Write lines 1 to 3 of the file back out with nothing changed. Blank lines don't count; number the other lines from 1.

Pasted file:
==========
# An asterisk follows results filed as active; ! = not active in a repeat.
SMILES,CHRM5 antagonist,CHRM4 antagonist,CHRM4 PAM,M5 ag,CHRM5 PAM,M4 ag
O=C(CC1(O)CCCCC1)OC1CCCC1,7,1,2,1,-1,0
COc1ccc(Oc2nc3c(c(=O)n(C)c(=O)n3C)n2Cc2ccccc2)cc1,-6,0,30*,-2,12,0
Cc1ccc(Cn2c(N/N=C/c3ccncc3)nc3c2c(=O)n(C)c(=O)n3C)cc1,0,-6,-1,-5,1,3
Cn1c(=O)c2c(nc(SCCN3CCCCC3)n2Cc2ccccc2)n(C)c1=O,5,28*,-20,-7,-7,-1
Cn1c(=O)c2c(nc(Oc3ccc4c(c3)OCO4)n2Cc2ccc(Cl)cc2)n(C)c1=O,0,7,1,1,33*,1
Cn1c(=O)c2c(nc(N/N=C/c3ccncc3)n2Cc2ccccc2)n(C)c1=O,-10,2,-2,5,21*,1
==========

# An asterisk follows results filed as active; ! = not active in a repeat.
SMILES,CHRM5 antagonist,CHRM4 antagonist,CHRM4 PAM,M5 ag,CHRM5 PAM,M4 ag
O=C(CC1(O)CCCCC1)OC1CCCC1,7,1,2,1,-1,0